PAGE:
New article on incumbent inertia

8 Jul 2024

Why and when are incumbent firms slower to innovate than new entrants into a market?

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Bohlmann, J.D., Stanko, M.A. & Spanjol, J. (2024). Incumbent inertia, innovativeness, and performance (dis)advantages: A demand-side learning perspective. AMS Review. Online first.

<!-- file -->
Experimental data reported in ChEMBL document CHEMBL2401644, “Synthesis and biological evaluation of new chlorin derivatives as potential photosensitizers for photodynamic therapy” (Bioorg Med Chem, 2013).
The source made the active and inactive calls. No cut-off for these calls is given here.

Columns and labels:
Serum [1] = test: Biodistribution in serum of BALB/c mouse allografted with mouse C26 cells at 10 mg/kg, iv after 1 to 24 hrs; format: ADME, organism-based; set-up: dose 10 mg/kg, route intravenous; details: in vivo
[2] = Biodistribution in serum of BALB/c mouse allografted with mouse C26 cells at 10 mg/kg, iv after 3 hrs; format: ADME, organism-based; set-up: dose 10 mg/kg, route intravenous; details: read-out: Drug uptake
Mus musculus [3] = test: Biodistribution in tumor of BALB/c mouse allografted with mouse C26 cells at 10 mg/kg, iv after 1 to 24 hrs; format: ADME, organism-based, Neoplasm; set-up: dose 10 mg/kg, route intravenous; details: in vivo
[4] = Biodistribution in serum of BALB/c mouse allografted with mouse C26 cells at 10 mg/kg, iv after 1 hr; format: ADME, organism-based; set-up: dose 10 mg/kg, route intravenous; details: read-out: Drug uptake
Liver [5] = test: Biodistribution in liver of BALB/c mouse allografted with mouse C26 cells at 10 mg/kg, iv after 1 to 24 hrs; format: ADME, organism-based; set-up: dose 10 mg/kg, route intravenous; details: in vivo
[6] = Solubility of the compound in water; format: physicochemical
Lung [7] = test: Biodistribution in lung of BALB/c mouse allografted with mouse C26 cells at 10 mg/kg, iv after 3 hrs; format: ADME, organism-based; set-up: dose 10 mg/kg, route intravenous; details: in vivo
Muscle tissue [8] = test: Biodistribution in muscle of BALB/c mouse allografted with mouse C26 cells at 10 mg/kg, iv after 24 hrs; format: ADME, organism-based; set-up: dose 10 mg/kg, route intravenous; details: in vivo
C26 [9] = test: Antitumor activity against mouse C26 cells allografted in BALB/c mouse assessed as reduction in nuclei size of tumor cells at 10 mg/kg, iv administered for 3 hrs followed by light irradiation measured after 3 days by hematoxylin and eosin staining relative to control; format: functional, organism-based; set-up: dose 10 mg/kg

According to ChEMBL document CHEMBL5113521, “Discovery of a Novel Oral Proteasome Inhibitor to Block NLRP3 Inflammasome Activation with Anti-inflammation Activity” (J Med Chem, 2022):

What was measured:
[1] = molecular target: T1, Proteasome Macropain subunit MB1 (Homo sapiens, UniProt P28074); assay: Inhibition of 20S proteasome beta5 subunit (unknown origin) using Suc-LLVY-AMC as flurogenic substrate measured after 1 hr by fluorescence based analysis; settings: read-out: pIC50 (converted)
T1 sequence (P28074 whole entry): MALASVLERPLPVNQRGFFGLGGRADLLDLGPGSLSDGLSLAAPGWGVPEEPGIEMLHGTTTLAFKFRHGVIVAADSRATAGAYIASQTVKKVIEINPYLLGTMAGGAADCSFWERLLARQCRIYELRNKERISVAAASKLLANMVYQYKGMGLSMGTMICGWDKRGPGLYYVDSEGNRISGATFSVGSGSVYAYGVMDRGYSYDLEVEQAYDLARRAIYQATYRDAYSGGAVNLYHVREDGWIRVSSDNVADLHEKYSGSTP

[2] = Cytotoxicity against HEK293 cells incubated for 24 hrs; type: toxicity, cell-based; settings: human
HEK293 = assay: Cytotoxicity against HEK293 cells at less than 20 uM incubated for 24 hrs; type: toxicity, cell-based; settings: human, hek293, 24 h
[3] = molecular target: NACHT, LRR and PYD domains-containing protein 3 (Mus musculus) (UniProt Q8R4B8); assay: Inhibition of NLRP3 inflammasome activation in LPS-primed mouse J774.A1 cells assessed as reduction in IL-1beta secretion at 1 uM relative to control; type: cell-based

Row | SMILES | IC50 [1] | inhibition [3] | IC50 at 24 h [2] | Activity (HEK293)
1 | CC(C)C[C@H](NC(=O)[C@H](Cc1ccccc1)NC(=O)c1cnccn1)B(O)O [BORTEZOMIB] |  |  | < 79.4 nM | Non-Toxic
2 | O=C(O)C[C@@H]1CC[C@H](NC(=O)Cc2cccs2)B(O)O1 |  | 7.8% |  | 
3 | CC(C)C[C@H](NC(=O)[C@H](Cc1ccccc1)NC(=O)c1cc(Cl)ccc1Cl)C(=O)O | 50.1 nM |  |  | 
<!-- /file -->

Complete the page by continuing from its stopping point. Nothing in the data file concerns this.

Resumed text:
Strategies of incumbent firms have received considerable attention in marketing and across business disciplines, but findings regarding performance (dis)advantages and innovativeness are mixed. Prior studies on supply-side sources (factors internal to the firm) of incumbent inertia disadvantages are more prevalent than those on demand-side factors, which relate to a firm’s customers and may explain potential incumbent advantages. We introduce an integrated demand-side framework to incumbent inertia, recognizing how the supply- and demand-side factors interrelate through learning mechanisms. On the one hand, incumbent firms learn and develop various routines and assets that influence their product strategies, typically reflecting inertia and incremental innovation. At the same time, customers learn about products in the market, forming preferences that reflect switching costs and network externalities (demand-side factors). Although an incumbent can gain advantages from demand-side effects, this could accelerate the onset of supply-side disadvantages. We present a set of research propositions that specify critical effects, and examine implications for incumbent strategies.

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